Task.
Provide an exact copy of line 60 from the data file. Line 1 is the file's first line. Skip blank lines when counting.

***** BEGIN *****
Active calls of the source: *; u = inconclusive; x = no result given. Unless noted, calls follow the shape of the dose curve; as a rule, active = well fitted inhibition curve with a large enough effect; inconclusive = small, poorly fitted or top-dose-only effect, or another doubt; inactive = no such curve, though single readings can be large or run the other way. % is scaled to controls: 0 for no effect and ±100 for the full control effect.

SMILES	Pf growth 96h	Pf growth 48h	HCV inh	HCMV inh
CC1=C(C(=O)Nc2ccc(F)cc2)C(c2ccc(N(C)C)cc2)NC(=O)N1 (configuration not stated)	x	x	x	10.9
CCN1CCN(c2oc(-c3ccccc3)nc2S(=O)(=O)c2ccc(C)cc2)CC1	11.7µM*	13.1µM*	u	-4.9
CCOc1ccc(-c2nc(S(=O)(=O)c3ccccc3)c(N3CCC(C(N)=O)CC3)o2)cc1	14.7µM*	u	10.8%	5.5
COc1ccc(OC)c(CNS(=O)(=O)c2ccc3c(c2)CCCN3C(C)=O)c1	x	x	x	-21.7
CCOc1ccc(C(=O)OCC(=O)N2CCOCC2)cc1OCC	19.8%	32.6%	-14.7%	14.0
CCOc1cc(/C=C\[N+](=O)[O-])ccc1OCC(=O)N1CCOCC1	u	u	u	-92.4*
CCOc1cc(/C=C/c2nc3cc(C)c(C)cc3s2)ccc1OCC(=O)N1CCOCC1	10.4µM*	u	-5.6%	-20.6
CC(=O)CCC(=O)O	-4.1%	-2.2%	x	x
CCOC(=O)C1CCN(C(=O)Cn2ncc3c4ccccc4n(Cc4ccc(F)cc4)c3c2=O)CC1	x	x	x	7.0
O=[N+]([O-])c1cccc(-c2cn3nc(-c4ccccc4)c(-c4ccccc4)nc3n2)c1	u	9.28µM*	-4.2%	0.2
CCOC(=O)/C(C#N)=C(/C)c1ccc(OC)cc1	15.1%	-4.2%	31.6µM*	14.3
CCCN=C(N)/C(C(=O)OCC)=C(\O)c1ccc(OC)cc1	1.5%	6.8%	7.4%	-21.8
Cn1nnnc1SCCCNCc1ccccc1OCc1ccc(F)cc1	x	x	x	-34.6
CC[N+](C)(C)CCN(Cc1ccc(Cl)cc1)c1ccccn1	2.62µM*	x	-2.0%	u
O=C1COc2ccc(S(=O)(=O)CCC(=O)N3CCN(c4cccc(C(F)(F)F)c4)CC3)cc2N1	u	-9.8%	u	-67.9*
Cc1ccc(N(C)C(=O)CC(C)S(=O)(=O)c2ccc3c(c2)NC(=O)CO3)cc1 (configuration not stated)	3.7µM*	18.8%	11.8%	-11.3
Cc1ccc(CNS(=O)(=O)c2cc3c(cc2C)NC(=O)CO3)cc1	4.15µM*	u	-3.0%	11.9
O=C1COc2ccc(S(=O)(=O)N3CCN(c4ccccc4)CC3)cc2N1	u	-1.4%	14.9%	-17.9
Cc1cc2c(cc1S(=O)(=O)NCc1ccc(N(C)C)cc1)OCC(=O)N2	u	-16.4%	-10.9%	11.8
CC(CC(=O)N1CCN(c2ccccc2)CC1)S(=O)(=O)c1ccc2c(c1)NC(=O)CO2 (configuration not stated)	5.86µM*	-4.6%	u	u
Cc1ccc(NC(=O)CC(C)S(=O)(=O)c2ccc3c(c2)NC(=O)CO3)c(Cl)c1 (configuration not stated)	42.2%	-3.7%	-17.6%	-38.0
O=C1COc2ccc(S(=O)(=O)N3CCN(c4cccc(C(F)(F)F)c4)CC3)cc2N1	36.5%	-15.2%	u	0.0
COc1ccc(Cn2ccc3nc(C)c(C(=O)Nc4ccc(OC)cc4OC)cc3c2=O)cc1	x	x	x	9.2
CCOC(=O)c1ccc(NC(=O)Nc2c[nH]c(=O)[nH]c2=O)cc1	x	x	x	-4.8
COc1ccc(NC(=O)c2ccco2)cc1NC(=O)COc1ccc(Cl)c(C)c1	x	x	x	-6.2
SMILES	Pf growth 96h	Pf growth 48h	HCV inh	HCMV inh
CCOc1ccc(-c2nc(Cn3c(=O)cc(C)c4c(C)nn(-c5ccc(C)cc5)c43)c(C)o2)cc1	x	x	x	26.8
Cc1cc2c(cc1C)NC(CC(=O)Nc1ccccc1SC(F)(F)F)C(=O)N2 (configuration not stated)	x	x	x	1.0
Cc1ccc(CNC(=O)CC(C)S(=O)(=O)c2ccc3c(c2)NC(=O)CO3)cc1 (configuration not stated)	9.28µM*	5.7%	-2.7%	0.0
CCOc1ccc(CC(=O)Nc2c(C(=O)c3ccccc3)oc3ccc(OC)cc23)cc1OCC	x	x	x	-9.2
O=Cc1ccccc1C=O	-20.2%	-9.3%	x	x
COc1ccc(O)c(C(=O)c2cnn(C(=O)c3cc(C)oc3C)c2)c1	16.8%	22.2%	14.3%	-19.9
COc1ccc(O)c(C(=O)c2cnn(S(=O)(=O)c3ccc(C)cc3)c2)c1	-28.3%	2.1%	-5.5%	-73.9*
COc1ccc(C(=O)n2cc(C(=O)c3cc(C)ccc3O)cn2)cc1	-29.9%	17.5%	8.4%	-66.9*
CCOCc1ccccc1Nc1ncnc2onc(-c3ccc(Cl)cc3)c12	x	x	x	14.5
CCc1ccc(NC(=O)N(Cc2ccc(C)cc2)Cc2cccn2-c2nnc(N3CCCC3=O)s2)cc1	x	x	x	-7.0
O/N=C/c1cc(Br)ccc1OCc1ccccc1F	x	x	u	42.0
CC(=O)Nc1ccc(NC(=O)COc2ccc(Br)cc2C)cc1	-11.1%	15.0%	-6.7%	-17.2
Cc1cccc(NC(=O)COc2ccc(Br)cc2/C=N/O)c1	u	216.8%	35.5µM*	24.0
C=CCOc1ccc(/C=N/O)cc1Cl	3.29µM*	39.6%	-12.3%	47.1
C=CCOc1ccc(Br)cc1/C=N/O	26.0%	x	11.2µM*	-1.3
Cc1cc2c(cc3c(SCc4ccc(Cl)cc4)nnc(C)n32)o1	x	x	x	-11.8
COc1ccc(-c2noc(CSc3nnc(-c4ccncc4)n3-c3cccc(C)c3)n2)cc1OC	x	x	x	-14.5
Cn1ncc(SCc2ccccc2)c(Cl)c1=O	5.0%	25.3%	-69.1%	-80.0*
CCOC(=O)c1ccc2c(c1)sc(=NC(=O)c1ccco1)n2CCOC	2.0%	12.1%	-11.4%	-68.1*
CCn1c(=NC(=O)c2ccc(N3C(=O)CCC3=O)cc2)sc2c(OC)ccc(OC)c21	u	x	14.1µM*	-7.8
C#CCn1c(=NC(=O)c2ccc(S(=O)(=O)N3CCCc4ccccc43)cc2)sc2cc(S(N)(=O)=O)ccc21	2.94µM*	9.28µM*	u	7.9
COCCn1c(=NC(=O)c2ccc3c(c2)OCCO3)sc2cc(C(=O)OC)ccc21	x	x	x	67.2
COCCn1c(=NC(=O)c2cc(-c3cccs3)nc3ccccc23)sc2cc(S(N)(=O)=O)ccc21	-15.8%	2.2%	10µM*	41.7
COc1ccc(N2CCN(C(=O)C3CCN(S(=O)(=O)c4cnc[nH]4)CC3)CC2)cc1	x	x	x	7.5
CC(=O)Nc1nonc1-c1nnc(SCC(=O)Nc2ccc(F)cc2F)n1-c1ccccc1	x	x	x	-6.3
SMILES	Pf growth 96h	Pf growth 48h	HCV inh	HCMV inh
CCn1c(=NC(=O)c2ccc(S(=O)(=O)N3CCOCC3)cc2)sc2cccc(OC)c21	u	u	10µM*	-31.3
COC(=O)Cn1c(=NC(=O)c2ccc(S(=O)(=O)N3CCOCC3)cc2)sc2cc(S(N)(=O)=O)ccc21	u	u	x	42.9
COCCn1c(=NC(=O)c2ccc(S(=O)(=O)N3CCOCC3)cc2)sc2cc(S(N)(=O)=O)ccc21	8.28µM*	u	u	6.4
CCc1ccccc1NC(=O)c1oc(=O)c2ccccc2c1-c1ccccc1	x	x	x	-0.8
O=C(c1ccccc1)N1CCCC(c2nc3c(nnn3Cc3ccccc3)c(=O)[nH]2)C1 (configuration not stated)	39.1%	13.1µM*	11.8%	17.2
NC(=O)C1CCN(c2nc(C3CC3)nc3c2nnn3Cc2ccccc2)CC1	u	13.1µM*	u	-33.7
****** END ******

NC(=O)C1CCN(c2nc(C3CC3)nc3c2nnn3Cc2ccccc2)CC1	u	13.1µM*	u	-33.7